May 1, 2008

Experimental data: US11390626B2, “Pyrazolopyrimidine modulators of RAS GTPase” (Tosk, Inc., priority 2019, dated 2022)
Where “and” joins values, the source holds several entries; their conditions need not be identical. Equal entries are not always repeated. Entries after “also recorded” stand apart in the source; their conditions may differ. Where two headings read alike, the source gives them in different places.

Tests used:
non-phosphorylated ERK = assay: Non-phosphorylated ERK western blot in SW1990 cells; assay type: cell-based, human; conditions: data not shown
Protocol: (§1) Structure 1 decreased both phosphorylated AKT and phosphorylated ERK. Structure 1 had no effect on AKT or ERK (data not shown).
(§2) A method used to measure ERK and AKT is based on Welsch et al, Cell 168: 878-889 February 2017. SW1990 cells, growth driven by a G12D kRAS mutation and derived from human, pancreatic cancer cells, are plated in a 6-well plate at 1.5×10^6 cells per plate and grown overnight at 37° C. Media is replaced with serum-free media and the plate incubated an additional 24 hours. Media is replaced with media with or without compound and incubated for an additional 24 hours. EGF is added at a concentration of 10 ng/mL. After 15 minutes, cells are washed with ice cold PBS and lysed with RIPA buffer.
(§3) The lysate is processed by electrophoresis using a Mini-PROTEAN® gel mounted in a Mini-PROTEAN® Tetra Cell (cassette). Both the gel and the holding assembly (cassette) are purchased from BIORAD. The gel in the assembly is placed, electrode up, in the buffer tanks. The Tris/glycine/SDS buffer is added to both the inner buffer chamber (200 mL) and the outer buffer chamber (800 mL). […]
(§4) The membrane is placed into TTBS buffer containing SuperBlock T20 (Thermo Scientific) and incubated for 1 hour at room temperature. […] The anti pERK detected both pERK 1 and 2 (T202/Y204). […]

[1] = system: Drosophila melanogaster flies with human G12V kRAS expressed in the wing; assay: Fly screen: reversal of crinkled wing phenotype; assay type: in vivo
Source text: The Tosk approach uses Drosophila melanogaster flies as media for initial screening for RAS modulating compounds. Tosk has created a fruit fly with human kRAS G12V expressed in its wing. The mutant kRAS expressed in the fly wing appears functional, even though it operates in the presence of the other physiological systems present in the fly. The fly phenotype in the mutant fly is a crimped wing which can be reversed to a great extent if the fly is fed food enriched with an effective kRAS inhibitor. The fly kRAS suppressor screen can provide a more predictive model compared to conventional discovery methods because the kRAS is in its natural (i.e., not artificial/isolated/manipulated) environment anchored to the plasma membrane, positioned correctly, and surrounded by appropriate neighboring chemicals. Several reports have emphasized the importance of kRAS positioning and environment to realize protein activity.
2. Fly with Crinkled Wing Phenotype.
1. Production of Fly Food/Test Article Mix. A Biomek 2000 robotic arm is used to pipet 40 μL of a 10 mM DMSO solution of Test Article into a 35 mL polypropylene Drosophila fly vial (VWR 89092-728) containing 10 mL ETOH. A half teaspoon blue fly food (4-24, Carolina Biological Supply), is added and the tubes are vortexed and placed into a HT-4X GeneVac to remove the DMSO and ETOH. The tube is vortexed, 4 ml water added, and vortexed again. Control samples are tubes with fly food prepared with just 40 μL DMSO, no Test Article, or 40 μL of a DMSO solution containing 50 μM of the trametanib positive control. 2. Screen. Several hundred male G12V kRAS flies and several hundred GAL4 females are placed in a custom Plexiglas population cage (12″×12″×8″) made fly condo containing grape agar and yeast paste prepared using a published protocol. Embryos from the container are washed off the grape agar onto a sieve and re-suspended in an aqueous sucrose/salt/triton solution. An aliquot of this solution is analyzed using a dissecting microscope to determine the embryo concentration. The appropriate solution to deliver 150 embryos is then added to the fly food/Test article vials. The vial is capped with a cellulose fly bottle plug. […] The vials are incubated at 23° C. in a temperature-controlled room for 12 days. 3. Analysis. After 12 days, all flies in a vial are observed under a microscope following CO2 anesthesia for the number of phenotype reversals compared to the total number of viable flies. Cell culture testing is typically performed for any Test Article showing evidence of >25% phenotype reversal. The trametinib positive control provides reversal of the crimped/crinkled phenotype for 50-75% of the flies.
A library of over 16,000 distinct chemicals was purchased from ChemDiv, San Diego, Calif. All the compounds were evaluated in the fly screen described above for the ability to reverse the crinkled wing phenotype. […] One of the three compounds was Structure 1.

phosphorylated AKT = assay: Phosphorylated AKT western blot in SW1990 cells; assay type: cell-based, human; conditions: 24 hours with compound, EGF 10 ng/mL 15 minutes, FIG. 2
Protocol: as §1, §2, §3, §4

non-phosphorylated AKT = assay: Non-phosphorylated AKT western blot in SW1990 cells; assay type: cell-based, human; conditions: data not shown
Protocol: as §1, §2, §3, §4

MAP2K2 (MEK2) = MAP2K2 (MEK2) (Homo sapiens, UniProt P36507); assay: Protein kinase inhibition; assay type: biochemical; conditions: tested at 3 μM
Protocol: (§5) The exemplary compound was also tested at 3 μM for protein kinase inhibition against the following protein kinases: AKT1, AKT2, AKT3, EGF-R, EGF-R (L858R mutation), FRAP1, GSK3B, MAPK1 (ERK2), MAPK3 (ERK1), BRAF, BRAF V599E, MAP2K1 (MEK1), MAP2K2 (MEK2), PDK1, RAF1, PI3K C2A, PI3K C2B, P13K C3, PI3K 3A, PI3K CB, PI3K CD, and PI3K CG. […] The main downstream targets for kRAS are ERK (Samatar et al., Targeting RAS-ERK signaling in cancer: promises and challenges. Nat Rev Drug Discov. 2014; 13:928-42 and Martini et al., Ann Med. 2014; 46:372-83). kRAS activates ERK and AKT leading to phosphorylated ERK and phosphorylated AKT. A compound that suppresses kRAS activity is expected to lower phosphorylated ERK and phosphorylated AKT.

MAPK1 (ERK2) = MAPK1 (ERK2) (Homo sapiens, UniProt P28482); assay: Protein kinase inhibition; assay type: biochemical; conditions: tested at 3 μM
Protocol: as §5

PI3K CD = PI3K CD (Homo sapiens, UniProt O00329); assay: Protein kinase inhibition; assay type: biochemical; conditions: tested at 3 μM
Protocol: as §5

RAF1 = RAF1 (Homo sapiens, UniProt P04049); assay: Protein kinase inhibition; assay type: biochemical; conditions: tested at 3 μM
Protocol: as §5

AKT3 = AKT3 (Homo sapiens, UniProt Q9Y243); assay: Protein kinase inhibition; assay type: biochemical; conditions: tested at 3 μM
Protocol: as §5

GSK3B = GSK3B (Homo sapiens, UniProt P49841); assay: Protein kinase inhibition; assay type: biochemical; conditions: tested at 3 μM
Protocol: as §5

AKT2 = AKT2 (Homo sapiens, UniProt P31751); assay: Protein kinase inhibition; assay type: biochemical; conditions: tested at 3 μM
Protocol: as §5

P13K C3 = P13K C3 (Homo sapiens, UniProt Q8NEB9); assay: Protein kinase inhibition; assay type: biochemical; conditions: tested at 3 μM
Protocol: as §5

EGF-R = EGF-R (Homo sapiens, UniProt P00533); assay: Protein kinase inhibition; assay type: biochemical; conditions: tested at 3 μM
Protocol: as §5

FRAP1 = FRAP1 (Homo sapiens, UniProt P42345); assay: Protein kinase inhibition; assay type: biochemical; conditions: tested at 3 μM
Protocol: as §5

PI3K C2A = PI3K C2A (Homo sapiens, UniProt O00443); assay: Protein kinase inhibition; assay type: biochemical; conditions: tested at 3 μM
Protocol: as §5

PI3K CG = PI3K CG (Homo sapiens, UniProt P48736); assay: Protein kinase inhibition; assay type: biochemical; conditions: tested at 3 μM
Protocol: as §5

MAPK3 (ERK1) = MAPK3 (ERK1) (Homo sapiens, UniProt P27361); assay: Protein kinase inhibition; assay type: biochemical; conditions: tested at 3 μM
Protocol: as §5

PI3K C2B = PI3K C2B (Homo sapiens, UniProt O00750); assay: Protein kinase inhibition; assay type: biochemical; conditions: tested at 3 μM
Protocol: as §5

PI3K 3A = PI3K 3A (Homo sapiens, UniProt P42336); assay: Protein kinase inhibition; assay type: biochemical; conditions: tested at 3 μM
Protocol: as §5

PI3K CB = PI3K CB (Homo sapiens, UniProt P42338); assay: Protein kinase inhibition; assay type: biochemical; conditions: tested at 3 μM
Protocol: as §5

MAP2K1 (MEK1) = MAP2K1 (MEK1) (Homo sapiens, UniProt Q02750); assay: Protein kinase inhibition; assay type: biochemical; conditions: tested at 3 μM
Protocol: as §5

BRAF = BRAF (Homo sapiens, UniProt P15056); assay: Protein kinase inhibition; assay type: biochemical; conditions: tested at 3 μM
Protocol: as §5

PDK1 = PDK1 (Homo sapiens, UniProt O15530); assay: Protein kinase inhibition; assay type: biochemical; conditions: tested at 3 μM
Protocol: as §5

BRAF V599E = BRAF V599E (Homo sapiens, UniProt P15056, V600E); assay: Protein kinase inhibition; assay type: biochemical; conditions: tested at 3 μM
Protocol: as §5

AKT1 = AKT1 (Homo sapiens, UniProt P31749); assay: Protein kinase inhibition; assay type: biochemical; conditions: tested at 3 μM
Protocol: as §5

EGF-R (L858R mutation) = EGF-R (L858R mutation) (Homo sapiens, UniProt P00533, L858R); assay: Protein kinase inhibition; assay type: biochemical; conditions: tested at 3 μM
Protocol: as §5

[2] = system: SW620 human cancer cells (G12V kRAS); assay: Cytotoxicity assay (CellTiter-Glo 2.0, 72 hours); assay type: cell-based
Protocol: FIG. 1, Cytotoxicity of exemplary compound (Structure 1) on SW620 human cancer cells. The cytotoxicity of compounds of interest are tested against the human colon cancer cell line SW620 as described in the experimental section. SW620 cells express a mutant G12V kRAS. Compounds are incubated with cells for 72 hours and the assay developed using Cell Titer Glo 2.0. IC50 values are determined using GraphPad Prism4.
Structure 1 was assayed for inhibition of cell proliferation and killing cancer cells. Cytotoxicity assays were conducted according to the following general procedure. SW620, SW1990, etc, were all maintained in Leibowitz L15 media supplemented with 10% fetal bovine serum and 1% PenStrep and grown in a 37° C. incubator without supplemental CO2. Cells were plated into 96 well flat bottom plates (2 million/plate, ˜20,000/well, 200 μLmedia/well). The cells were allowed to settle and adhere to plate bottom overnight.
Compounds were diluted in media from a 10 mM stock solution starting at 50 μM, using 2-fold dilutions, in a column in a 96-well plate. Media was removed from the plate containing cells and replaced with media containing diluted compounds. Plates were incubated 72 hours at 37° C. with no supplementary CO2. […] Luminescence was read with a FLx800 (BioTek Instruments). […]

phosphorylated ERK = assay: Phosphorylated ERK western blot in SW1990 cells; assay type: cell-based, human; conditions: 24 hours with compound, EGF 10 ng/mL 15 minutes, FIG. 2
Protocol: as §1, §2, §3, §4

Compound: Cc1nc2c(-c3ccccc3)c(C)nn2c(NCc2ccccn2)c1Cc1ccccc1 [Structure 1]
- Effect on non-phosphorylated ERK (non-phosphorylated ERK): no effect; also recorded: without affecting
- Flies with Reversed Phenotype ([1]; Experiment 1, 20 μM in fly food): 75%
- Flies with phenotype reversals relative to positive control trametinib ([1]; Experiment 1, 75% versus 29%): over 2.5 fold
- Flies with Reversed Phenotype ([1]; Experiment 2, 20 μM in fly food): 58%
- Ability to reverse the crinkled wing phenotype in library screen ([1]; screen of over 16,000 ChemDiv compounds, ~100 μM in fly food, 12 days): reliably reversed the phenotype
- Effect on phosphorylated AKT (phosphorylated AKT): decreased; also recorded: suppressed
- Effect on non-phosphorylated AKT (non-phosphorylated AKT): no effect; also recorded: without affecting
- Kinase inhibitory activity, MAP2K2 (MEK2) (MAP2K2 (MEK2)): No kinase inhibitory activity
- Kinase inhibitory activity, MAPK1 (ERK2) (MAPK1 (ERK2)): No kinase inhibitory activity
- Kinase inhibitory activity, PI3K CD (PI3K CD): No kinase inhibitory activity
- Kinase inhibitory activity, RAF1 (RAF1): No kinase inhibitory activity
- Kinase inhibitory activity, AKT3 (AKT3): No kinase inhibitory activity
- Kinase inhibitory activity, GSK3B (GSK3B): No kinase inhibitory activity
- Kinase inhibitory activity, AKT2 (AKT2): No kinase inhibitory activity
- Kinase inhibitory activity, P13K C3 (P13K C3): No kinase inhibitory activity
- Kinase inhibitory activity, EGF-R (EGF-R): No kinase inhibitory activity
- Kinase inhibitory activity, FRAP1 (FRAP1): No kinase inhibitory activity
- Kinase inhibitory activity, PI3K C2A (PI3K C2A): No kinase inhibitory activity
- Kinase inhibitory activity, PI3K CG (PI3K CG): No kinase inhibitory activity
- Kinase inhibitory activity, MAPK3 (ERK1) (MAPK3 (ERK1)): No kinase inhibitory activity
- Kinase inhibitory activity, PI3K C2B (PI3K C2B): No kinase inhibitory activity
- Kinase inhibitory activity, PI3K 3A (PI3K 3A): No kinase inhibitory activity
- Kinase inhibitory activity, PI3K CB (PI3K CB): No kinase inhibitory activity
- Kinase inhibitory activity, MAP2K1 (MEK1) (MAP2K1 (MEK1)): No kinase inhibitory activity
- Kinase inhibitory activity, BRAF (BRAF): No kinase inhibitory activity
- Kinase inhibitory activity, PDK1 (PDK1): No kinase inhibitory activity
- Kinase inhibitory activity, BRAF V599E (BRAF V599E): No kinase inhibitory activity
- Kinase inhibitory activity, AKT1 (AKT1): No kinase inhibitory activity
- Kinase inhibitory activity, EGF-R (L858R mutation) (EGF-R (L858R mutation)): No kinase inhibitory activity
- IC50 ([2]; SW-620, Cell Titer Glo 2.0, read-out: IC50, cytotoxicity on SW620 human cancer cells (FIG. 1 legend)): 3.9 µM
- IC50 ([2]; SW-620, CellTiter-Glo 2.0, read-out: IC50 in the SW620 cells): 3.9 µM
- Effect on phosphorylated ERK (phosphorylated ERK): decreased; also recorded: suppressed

Shure Supports Emerging UK Band LONDON, May 1, 2008 Shure Incorporated announced today that its London-based operation, Shure Distribution UK, will work with the Mercury Music Prize-nominated band Hot Chip as part of its ongoing campaign to highlight UK music talent. Live music has always been at the heart of Hot Chip. They have carried this focus through to their third album Made in The Dark, with powerful amplifiers and keyboards creating a tougher sound. And, with more ballads, the album shows a greater appreciation for soul and highlights lead singer Alexis Taylor's voice more than ever. Made in The Dark is the follow-up release to The Warning, which was nominated for a Mercury Music Prize and included the standout track “Over and Over,” which was also nominated for an Ivor Novello award and voted NME's number one single of 2006. “Hot Chip is a fantastic example of a band that has risen to success through word of mouth,” said Paul Crognale, Marketing Manager, Shure Distribution UK. “Their new album is the culmination of music-making partnerships that come into existence in gradual stages starting with two school friends. We are excited about supporting fantastic homegrown UK talent Hot Chip, and we look forward to their new material.” Shure will provide Hot Chip with a range of microphones for use onstage and in the studio. Band member Al Doyle (guitar, synthesizer, percussion) commented, “Shure microphones are as tough as old boots. I've hammered nails with a Beta 57A and then still used it for recordings…it performs as well as ever. These products are military-grade.” Steve Revitte, who has previously worked with LCD SoundSystem, The Rapture, and Beastie Boys, and is currently Hot Chip's Front of House Engineer said, "The most critical aspect to performing every night is consistency. Consistent stage sound allows Hot Chip to perform at their best. Consistent front of house sound allows me to mix a dynamic and fun show and not struggle with ‘fixing' things. Shure mics do just that. They allow Hot Chip to hear themselves clearly on stage and…more important, the audience hears everything crystal clear."